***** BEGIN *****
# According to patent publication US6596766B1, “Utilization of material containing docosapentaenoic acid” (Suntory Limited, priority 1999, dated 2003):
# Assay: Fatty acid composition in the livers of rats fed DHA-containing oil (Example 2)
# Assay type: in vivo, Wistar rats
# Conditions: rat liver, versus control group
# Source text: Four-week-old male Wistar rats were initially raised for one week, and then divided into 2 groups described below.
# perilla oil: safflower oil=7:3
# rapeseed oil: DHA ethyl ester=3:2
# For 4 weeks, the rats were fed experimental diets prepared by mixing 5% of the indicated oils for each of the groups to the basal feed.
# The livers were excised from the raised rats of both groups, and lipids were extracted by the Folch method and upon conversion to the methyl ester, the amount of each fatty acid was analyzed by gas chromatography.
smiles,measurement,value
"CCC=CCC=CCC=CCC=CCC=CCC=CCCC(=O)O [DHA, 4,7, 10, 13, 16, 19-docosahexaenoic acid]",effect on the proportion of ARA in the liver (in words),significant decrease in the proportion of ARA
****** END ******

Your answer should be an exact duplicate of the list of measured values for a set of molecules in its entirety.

# According to patent publication US6596766B1, “Utilization of material containing docosapentaenoic acid” (Suntory Limited, priority 1999, dated 2003):
# Assay: Fatty acid composition in the livers of rats fed DHA-containing oil (Example 2)
# Assay type: in vivo, Wistar rats
# Conditions: rat liver, versus control group
# Source text: Four-week-old male Wistar rats were initially raised for one week, and then divided into 2 groups described below.
# perilla oil: safflower oil=7:3
# rapeseed oil: DHA ethyl ester=3:2
# For 4 weeks, the rats were fed experimental diets prepared by mixing 5% of the indicated oils for each of the groups to the basal feed.
# The livers were excised from the raised rats of both groups, and lipids were extracted by the Folch method and upon conversion to the methyl ester, the amount of each fatty acid was analyzed by gas chromatography.
smiles,measurement,value
"CCC=CCC=CCC=CCC=CCC=CCC=CCCC(=O)O [DHA, 4,7, 10, 13, 16, 19-docosahexaenoic acid]",effect on the proportion of ARA in the liver (in words),significant decrease in the proportion of ARA